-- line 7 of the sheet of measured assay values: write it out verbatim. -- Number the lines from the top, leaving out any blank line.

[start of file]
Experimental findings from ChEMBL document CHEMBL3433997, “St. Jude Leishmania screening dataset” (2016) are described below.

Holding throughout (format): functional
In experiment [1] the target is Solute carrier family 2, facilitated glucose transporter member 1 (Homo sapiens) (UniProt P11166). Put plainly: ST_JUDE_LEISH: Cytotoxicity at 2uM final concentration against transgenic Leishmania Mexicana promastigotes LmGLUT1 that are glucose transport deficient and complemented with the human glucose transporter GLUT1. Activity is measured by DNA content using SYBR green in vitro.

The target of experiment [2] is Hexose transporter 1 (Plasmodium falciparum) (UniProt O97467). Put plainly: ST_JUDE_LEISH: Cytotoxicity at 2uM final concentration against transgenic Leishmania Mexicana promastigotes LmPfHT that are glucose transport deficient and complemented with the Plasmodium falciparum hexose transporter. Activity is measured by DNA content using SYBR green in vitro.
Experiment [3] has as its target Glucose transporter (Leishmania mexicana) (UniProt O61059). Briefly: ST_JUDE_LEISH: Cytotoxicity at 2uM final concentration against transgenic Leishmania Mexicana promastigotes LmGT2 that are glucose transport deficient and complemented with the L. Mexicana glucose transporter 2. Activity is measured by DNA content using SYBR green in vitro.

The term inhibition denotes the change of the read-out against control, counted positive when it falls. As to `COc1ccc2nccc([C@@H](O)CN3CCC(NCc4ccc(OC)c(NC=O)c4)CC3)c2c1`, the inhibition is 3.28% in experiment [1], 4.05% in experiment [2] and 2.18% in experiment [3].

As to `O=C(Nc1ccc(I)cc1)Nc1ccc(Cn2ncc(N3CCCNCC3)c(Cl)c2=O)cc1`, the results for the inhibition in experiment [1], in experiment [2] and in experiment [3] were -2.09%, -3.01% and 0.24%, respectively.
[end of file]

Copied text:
As to `O=C(Nc1ccc(I)cc1)Nc1ccc(Cn2ncc(N3CCCNCC3)c(Cl)c2=O)cc1`, the results for the inhibition in experiment [1], in experiment [2] and in experiment [3] were -2.09%, -3.01% and 0.24%, respectively.